By Patricia Zengerle
WASHINGTON, March 14 (Reuters) – Forty-nine of the 50 Republican U.S. senators said on Monday they will not support an emerging new nuclear deal between Iran and world powers, underscoring their party’s opposition to attempts to revive a 2015 accord amid fears talks might collapse.
Citing press reports about the as-yet-unfinalized agreement, which could be torpedoed by Russian opposition, the lawmakers said in a statement that Democratic President Joe Biden’s administration might reach a deal to weaken sanctions and lessen restrictions on Iran‘s nuclear program.
They pledged to do everything in their power to reverse an agreement that does not “completely block” Iran‘s ability to develop a nuclear weapon, constrain its ballistic missile program and “confront Iran‘s support for terrorism.” Tehran denies it has ever sought atomic bombs.
No congressional Republicans backed the 2015 agreement between Tehran and major powers, reached under Democratic President Barack Obama. A handful of Democrats also objected.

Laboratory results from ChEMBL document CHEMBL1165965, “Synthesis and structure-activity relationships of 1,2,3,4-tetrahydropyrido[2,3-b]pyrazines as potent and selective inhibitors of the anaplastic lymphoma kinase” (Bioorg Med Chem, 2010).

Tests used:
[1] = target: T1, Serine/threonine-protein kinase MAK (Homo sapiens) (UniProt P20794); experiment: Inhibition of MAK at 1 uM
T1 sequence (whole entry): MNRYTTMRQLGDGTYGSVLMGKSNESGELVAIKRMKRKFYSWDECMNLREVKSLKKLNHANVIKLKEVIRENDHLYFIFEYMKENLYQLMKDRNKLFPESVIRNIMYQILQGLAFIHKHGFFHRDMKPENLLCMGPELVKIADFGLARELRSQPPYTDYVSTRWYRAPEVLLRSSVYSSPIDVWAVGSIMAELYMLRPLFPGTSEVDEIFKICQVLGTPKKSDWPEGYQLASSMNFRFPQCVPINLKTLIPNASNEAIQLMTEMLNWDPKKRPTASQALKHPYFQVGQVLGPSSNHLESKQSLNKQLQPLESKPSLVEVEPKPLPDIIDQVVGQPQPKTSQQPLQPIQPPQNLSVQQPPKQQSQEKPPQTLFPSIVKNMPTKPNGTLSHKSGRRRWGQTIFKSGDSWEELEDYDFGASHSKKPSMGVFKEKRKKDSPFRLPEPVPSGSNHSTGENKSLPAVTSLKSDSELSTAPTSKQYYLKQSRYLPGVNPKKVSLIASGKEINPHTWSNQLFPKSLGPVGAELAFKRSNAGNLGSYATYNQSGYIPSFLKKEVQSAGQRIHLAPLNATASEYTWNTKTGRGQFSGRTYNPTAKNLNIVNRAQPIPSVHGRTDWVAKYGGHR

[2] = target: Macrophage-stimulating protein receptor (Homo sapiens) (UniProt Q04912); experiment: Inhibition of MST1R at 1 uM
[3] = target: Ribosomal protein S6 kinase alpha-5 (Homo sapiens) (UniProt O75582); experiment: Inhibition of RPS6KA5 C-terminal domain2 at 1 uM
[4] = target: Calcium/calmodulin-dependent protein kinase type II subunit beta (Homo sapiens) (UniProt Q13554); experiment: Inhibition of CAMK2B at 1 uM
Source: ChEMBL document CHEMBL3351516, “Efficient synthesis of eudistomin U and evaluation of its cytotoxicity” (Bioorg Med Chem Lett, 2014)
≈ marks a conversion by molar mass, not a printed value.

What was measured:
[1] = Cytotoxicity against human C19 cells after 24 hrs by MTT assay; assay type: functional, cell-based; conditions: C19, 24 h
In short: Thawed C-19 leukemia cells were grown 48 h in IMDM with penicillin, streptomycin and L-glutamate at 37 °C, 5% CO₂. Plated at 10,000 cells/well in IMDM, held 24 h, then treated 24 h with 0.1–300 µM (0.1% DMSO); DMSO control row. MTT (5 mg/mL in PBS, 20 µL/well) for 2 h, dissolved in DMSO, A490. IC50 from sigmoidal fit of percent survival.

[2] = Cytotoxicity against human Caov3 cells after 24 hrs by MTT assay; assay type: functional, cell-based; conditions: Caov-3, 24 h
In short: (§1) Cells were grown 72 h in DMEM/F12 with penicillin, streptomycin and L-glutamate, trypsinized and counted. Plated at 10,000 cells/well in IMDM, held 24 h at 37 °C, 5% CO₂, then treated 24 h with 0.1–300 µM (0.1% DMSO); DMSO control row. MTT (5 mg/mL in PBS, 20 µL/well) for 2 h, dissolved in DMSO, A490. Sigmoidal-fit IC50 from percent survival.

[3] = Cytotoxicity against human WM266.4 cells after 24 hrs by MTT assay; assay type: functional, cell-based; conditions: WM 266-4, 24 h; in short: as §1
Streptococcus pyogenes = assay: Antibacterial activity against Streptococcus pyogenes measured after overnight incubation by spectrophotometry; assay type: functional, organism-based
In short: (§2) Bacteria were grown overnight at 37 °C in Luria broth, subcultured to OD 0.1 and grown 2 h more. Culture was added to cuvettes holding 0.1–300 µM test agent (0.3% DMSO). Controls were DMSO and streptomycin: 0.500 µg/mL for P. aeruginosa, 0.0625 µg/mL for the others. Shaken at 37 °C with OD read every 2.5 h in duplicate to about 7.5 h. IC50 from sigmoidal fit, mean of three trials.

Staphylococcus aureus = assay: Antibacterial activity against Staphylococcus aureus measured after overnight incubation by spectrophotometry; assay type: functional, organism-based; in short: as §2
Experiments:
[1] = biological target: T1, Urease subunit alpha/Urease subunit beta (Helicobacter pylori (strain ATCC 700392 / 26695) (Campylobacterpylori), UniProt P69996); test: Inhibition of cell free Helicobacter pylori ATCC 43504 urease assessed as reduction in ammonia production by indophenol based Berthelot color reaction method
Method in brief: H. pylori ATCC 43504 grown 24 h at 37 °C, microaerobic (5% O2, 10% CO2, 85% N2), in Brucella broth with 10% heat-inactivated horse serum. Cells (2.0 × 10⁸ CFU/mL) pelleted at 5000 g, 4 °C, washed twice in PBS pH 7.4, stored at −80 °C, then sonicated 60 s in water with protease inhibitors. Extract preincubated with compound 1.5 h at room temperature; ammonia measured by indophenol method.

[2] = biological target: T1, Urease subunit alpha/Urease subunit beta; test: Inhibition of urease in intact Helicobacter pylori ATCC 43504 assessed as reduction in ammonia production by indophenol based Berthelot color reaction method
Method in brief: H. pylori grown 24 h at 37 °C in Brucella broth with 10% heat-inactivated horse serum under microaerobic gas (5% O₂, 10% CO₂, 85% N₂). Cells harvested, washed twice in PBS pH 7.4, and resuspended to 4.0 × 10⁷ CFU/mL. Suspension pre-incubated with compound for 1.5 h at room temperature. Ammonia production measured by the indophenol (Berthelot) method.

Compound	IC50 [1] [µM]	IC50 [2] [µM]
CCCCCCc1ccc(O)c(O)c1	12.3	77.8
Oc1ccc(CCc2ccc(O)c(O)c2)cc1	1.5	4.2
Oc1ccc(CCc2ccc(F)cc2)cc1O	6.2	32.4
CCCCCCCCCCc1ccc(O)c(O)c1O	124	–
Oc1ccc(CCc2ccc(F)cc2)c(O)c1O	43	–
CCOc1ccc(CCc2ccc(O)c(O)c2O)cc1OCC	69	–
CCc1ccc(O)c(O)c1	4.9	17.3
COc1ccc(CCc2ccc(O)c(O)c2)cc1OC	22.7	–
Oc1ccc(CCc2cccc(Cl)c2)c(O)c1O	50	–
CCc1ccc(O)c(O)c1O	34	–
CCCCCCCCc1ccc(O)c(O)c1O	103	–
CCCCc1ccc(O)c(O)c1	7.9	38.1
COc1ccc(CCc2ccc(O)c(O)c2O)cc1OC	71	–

Senator Rand Paul was the only Republican member of the Senate who did not sign Monday’s statement. In an emailed statement, he said: “Condemning a deal that is not yet formulated is akin to condemning diplomacy itself, not a very thoughtful position.”
Congress may have the right to renew an agreement under the 2015 Iran Nuclear Agreement Review Act (INARA), but they are unlikely to be able to kill a deal after failing to do so seven years ago when Republicans controlled Congress. Read full story
Democrats now hold slim majorities in both the House of Representatives and Senate.
The accord eased sanctions in return for limits on Iran‘s enrichment of uranium, making it harder for Tehran to develop material for nuclear weapons. It fell apart after Republican President Donald Trump withdrew the United States in 2018.
Talks resumed after Biden became president last year.
Attempts to clinch a new deal were left in limbo after a last-minute demand by Russia – at odds with the West over its invasion of Ukraine – forced the powers to pause talks in Vienna despite having a largely completed text. Read full story
A spokesperson for Iran‘s foreign ministry said on Monday that Washington needed to make a decision to wrap up a deal.
(Reporting by Patricia Zengerle; editing by Grant McCool)